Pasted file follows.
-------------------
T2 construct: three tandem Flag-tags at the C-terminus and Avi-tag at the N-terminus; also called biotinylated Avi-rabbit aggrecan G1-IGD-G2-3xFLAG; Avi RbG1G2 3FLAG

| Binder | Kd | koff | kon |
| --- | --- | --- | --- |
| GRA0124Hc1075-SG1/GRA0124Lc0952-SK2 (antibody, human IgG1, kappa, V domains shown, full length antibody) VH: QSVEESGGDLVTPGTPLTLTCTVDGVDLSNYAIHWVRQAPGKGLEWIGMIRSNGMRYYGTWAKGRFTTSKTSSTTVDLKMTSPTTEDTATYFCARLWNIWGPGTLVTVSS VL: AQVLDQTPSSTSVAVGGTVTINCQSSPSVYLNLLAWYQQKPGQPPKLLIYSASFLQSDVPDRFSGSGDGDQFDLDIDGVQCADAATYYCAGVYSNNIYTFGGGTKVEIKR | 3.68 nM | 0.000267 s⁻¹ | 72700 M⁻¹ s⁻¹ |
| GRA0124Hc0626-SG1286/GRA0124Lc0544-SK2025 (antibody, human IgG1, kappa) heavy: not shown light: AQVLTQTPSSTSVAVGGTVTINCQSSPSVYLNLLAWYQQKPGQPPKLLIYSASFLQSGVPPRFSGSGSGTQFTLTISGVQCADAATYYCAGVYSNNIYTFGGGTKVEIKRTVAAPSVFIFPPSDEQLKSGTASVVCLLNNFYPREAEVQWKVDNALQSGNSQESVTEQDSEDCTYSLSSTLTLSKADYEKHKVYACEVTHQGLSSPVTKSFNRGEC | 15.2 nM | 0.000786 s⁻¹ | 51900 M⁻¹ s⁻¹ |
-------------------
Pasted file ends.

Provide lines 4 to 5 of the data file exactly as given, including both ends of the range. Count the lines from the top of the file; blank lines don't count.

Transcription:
| GRA0124Hc1075-SG1/GRA0124Lc0952-SK2 (antibody, human IgG1, kappa, V domains shown, full length antibody) VH: QSVEESGGDLVTPGTPLTLTCTVDGVDLSNYAIHWVRQAPGKGLEWIGMIRSNGMRYYGTWAKGRFTTSKTSSTTVDLKMTSPTTEDTATYFCARLWNIWGPGTLVTVSS VL: AQVLDQTPSSTSVAVGGTVTINCQSSPSVYLNLLAWYQQKPGQPPKLLIYSASFLQSDVPDRFSGSGDGDQFDLDIDGVQCADAATYYCAGVYSNNIYTFGGGTKVEIKR | 3.68 nM | 0.000267 s⁻¹ | 72700 M⁻¹ s⁻¹ |
| GRA0124Hc0626-SG1286/GRA0124Lc0544-SK2025 (antibody, human IgG1, kappa) heavy: not shown light: AQVLTQTPSSTSVAVGGTVTINCQSSPSVYLNLLAWYQQKPGQPPKLLIYSASFLQSGVPPRFSGSGSGTQFTLTISGVQCADAATYYCAGVYSNNIYTFGGGTKVEIKRTVAAPSVFIFPPSDEQLKSGTASVVCLLNNFYPREAEVQWKVDNALQSGNSQESVTEQDSEDCTYSLSSTLTLSKADYEKHKVYACEVTHQGLSSPVTKSFNRGEC | 15.2 nM | 0.000786 s⁻¹ | 51900 M⁻¹ s⁻¹ |